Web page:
When I first started typing these posts, Google came in handy with several different versions of SMART goals.  There are actually several letters that can be added to SMART goals:  Another R (relevant), another A (accountable), another M (milestones), another T (targeted), etc.  It’s really up to the individual which version they choose to go with.

This is where Y comes in:  This is YOUR journey and the goals chosen need to reflect what is important to you as an individual.  If YOU want to get a handle on YOUR finances, if YOU want to go back to school, if YOU want to start a fitness journey or get that next promotion at work, YOU need to figure out the next steps.

One thing I’ve learned about making relevant goals and chasing dreams:  Everyone has opinions about YOUR life.  It’s up to YOU if you listen to them or not.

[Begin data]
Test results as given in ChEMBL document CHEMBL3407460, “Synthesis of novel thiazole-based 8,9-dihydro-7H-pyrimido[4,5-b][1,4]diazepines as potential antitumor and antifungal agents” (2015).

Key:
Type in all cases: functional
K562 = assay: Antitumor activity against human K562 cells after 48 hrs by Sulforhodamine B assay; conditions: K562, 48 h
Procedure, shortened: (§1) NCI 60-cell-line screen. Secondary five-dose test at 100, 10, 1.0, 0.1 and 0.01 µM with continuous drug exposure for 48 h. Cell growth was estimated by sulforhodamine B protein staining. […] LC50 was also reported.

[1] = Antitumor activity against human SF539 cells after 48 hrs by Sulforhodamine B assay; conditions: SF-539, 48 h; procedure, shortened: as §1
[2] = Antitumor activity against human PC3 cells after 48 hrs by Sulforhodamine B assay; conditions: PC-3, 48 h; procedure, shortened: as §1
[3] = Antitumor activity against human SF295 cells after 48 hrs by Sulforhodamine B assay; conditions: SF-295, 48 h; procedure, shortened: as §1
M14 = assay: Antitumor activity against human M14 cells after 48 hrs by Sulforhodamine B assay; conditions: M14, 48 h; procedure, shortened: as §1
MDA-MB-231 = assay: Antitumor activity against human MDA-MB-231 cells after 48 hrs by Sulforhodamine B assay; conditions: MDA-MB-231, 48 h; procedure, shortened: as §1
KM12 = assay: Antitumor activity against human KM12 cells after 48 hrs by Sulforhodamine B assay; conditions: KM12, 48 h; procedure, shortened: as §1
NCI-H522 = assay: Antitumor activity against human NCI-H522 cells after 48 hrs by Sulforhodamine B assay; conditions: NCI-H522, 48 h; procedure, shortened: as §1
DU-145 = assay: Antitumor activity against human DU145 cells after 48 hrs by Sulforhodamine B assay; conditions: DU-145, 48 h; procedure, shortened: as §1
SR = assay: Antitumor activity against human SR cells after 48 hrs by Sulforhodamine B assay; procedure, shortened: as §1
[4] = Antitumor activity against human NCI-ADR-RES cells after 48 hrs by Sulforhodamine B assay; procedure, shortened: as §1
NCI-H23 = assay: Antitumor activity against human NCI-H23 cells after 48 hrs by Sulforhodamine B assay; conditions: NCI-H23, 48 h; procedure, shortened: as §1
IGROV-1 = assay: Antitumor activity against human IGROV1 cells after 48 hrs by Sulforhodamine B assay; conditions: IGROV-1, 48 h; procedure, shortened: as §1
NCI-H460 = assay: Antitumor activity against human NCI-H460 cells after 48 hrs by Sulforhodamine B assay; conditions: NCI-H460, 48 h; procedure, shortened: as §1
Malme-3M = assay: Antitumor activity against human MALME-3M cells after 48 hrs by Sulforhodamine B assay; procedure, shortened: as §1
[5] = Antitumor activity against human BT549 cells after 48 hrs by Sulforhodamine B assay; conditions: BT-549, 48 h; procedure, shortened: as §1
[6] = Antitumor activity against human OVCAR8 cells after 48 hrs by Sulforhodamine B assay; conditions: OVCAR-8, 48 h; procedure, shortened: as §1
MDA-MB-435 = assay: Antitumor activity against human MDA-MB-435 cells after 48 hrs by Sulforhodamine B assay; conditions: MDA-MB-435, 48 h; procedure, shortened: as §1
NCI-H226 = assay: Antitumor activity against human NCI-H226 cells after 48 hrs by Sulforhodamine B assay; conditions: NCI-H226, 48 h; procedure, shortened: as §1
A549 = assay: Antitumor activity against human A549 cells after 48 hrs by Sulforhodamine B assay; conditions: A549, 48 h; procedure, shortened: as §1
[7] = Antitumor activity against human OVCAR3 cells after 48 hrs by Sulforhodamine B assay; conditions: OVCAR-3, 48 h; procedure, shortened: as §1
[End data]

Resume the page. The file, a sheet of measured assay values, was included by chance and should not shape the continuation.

Sure, current societal standards are going to make you FEEL like you need to have that college degree; do YOU want it though?  Current societal standards dictate how you should feel about your body, how you should look and dress, what make-up you need to buy to look like the stars.  Unless that if your personal dream, why are you chasing after?

Your dreams and goals are important and they should be important to YOU, not anyone else.  Yes, you can bring people along with you on the journey.  Friends can be supportive; they can also rip apart your dreams and tell you that you’re delusional.  With SMART goals, milestones, and check-points for your dreams, YOU make the choice for your life.

Empower yourself, get out there and accomplish one small thing every day, even if it’s just coming up with a goal or two this year to work towards.

Listening to:  The keys clicking as I type.

Reading:  In between books still.  I haven’t picked up anything I really want to read yet.

Quote of the day:  “You never know what’s around the corner. It could be everything. Or it could be nothing. You keep putting one foot in front of the other, and then one day you look back and you’ve climbed a mountain.”― Tom Hiddleston